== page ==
According to Espiritu Paz, "Sarasota is the Amish-Mennonite retirement capital of the USA." Here is a modern parable set in Sarasota, written by someone in the Amish-Mennonite tradition. The parable is called The Prodigal Beachy.

A certain rich Beachy farmer had two sons, and they lived in the land of Holmes County. Now the farmer, whose name was Amos Beiler (cousin to Sam Beiler from Plain City, who I think you all might know) lived quite happily in Holmes County for many years, and his two sons had now Come of Age.

(By “Come of Age” I refer, of course, to the Amish Mennonite system of family finance, in which you give your parents all (or a vast majority) of your money, until you Come of Age at 18 or 20 or 21 or 45, whichever your parents decide. In exchange, the parents will buy you your first buggy/car and maybe some furniture when you get married, but if you would have kept all your money, you could have got that yourself, and probably paid off the …

Let's Away with Study!

Here is a poem that every student should be able to relate to, though originally written in Latin in the twelfth century. (The term "gay" takes it proper meaning in this poem, that is, to be light-hearted.)

The poem was translated to English by Helen Waddell, in Mediaeval Latin Lyrics.

Let's Away with Study

Let's away with study,
Folly's sweet.
Treasure all the pleasure
Of our youth:
Time enough for age
To think on Truth.
So short a day,
And life so quickly hasting,
And in study wasting
Youth that would be gay!

'Tis our spring that's slipping,
Winter draweth near,
Life itself we're losing,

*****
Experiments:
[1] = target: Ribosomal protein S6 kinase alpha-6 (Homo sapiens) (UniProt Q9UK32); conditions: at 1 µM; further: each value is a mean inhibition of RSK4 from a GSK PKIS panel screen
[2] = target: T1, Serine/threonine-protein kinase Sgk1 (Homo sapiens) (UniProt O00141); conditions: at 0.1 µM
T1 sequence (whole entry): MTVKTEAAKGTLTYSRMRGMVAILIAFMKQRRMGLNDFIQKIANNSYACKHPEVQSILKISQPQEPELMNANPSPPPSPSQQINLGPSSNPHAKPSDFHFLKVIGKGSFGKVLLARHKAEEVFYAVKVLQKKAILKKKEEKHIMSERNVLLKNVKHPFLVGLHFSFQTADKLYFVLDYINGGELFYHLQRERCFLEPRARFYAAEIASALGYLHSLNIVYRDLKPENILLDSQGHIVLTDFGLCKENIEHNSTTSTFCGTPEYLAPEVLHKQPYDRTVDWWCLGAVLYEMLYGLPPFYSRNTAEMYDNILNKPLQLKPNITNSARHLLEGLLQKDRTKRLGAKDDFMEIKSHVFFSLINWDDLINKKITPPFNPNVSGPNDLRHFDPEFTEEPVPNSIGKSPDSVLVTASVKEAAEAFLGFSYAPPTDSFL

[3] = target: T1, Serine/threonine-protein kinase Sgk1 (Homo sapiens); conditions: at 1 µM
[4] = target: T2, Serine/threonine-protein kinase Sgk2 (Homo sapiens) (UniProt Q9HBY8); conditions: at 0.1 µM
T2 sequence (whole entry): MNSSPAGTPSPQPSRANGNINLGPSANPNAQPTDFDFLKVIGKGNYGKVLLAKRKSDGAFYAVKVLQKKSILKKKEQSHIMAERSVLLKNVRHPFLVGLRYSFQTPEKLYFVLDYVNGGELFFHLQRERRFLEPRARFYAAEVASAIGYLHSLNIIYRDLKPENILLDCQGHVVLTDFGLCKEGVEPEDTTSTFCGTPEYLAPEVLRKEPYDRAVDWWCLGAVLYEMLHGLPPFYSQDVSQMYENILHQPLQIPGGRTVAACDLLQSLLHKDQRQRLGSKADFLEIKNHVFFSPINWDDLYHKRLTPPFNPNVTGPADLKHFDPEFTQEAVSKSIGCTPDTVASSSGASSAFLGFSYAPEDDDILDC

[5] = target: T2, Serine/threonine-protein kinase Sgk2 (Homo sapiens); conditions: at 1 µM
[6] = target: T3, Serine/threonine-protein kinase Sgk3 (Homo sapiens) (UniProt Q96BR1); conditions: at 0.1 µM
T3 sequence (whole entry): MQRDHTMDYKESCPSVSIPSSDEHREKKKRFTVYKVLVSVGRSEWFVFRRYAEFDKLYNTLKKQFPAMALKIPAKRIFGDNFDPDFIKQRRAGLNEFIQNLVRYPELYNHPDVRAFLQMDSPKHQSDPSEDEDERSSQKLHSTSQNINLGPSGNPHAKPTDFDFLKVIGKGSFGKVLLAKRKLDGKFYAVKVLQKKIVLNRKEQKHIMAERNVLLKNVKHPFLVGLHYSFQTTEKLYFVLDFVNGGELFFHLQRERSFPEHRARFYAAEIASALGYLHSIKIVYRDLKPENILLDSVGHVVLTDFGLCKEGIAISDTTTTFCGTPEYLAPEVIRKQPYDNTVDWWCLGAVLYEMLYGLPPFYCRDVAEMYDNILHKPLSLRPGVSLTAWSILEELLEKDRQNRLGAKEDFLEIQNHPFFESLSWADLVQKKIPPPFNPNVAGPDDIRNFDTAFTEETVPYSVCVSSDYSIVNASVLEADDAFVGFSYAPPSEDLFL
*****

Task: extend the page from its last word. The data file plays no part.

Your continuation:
And this sorry cheer
Dries the blood and chills the heart,
Shrivels all delight.
Age and all its crowd of ills
Terrifies our sight.
So short a day,
And life so quickly hasting,
And in study wasting
Youth that would be gay!

Let us as the gods do,
'Tis the wiser part:
Leisure and love's pleasure
Seek the young in heart
Follow the old fashion,
Down into the street!
Down among the maidens,

Third Annual Short Story Contest for Spanish 2 Students

For the past two years Student Publish Here has hosted a short story contest for Spanish 2 students. The judges have received about 130 submissions and 10 students have won to date. Their Spanish stories are published here, here and here with English translations.

The stories do not need to be perfect, but should be as grammatically correct as is possible for Spanish 2 students. Teachers may help students revise and edit, but the story ideas and the writing should be the students' work.

Spanish 2 teachers in public and privates schools may submit work. There is a separate competition for Spanish students in college, so please designate "high school" or "college". Send your best entries to Spanish Short Stories, c/o Alice Linsley, P.O. Box 3, Versailles, KY 40383. Or you may submit them electronically to aproeditor-at-gmail-dot-com.

Stories should be between 500 and 1200 words. This year the theme is family relations. Students are to use imaginary characters. If ba…